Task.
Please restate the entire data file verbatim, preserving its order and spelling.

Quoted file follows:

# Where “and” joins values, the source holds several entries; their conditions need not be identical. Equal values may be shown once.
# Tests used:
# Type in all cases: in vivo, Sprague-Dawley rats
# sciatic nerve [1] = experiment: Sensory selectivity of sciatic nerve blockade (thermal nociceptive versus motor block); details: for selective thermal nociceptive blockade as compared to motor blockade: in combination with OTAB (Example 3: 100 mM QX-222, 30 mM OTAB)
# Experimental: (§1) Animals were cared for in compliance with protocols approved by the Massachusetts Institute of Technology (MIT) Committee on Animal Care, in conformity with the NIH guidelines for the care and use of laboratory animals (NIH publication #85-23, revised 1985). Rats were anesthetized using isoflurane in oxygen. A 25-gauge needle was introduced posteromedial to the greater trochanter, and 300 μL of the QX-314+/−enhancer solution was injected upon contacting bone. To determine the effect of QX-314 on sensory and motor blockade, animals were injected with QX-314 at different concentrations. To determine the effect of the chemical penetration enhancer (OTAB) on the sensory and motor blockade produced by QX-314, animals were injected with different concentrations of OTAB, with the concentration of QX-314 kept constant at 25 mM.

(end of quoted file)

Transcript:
# Where “and” joins values, the source holds several entries; their conditions need not be identical. Equal values may be shown once.
# Tests used:
# Type in all cases: in vivo, Sprague-Dawley rats
# sciatic nerve [1] = experiment: Sensory selectivity of sciatic nerve blockade (thermal nociceptive versus motor block); details: for selective thermal nociceptive blockade as compared to motor blockade: in combination with OTAB (Example 3: 100 mM QX-222, 30 mM OTAB)
# Experimental: (§1) Animals were cared for in compliance with protocols approved by the Massachusetts Institute of Technology (MIT) Committee on Animal Care, in conformity with the NIH guidelines for the care and use of laboratory animals (NIH publication #85-23, revised 1985). Rats were anesthetized using isoflurane in oxygen. A 25-gauge needle was introduced posteromedial to the greater trochanter, and 300 μL of the QX-314+/−enhancer solution was injected upon contacting bone. To determine the effect of QX-314 on sensory and motor blockade, animals were injected with QX-314 at different concentrations. To determine the effect of the chemical penetration enhancer (OTAB) on the sensory and motor blockade produced by QX-314, animals were injected with different concentrations of OTAB, with the concentration of QX-314 kept constant at 25 mM.